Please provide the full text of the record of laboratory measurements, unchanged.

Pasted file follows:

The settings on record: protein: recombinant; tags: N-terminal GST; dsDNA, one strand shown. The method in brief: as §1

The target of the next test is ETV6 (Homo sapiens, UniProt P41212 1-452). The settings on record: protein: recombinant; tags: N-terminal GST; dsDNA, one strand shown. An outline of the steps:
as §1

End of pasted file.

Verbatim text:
The settings on record: protein: recombinant; tags: N-terminal GST; dsDNA, one strand shown. The method in brief: as §1

The target of the next test is ETV6 (Homo sapiens, UniProt P41212 1-452). The settings on record: protein: recombinant; tags: N-terminal GST; dsDNA, one strand shown. An outline of the steps:
as §1